And I haven’t been training a dog or talking to my children.
So, speaking this morning on Psalm 46, which contains the well known verse ‘be still and know that I am God’. I decided to major on what that verse means, and was struck by how God uses the words ‘be still’ to get our attention- like a primary school teacher that speaks quietly, or my wife when she says ‘um’ in front of 300 young people, or even like
Max in the legendary book ‘where the wild things are’ when he says ‘Now Stop!’ to the wild things… those are all precursors to something important… anyway, enough, roll the tape already, here’s my notes from this morning:
As with many Psalms, this one starts off with a statement of great faith. Then for many of the verses that follow it describes a situation that is far from positive. Within those verses problems are identified- in this case seemingly the end of the world and a terrible conflict, with reference to how much greater God is than the problems the writer faces. And then, at its conclusion, out of this description of chaos, comes the word of God… and the cause for the writer’s original statement of faith becomes clear. Its because of this that the writer is able to see that the God of Jacob is our fortress, that the Lord God Almighty is with us, that God is our refuge and strength, and an ever-present help in trouble.
I know that I look at people who have great faith, and 2 things go through my mind: after a flash of jealousy ‘its all right for them, lucky so and sos’, I come to wonder how they have such faith, and whether I could too. So lets look at these words that were the cause of such faith for the Psalmist, that were the root of this Psalm, this word of God:
‘Be Still and know that I am God; I will be exalted among the nations, I will be exalted in the earth’
Be Still (Hebrew means ‘let go’ or ‘release’). For many people, especially at this time of year, its almost impossible to be still. And yet frequently this is something that we see those closest to God making a high priority- whether that’s Jesus going off to pray, the prophets going into the wilderness to meet with God, Christians throughout history who have gone on retreats, pilgrimages, quiet days. But this is the start point, the first thing that God says here. Its not unique to this verse, but its something we see when God wants to get our attention, it’s the precursor to something important. So the message for us is simple: If we want to hear from God, we need to be still, to let go of things.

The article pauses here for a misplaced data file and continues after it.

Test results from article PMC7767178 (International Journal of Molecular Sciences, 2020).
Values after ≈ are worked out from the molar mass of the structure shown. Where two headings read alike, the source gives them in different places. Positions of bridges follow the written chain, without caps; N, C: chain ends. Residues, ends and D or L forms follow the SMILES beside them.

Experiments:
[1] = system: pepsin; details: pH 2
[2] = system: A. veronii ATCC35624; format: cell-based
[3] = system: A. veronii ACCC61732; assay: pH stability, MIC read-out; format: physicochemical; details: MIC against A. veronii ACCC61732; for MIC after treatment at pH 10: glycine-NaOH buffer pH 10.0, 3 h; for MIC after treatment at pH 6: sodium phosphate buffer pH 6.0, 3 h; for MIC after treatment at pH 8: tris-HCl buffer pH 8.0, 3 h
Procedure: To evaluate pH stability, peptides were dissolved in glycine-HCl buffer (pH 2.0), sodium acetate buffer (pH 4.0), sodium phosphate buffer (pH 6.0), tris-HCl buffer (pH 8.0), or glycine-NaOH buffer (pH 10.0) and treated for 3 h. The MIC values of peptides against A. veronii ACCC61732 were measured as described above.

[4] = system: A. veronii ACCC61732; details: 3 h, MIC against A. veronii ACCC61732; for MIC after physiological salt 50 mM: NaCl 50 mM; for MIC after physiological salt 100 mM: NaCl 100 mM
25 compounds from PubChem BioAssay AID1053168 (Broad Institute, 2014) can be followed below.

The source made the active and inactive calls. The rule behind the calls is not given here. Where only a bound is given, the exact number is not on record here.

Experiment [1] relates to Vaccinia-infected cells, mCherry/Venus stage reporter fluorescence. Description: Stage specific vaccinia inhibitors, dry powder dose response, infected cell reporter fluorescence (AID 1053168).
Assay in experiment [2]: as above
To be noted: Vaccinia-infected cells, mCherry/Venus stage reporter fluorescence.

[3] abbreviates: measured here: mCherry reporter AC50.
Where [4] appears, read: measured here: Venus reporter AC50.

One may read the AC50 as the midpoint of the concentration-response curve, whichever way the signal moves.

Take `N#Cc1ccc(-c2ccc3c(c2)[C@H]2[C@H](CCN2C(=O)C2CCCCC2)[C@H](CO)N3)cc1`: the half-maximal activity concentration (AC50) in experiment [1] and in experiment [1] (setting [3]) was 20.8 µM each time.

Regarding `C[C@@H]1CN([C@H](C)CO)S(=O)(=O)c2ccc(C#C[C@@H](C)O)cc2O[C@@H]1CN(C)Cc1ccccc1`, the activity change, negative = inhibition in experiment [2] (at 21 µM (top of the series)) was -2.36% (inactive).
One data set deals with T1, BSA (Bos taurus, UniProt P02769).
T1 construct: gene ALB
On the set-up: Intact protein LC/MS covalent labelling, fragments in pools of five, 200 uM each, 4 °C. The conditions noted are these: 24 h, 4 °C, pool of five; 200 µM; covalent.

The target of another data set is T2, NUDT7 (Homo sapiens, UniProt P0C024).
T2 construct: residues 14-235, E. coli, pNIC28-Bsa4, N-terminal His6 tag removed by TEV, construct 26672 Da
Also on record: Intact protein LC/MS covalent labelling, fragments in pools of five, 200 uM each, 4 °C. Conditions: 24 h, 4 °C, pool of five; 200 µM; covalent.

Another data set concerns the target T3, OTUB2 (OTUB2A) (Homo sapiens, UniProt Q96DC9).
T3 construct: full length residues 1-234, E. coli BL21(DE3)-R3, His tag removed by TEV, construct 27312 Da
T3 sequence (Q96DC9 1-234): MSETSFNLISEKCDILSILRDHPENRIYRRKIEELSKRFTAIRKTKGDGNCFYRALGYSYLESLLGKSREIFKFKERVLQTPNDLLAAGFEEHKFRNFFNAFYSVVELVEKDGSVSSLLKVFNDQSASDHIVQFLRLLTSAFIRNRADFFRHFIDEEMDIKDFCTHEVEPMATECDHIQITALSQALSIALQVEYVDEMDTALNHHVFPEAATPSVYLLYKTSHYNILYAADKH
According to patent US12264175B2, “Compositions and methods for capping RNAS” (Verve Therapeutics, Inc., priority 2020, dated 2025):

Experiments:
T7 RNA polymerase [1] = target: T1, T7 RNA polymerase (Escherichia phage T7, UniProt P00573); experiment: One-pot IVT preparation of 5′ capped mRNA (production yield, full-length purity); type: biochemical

Know. What does it mean, to know? Is it factual knowledge, like an address or a maths formula, or intuitive knowledge, or knowledge based on experience? Do we know things in our head or our heart? In the Bible there’s a distinction made between knowledge and wisdom- wisdom being the good application of knowledge, based on experience. Our past experiences of God help us to trust him today and for tomorrow, despite what we see around us.
I am God. I am God is short hand for all the things that we, and the original writers of this Psalm understood God to mean- its not ‘I am a God’, or even ‘I am God’ but ‘I am the one who caused the universe to exist, who drew life into being, who sustains all things that are, who loves justice and mercy, who cannot be less than holy and yet will not reject those who have become tainted, the one who spoke with Moses and brought the people of Israel to the promised land, who sent the prophets and will send the messiah to bring salvation to all my people, and you can call me God’ not a bad resume, but a bit longwinded for a name… so we shorten it to ‘God’…
I will be exalted- looking to the future. In the light of the present… this is something of the prophetic, that we’ll be thinking about more over the next few weeks in advent, but the essence of it is that Christians live today trusting in something that has yet to happen: we trust in the promises of God- God will be exalted is one of them, our sins are forgiven so we live today trusting that the promise of eternal life is already true in our lives. For the Psalmist in their situation, for the people of Israel as they faced many struggles, and for us as we live our lives, those promises for the future help us to live each day.
So this verse can help us to understand the whole psalm, but it can also challenge us to do the same- and it’s a message of great importance at this time and in people’s lives- take time to be still and reflect on the truths of who God is and what he promises us.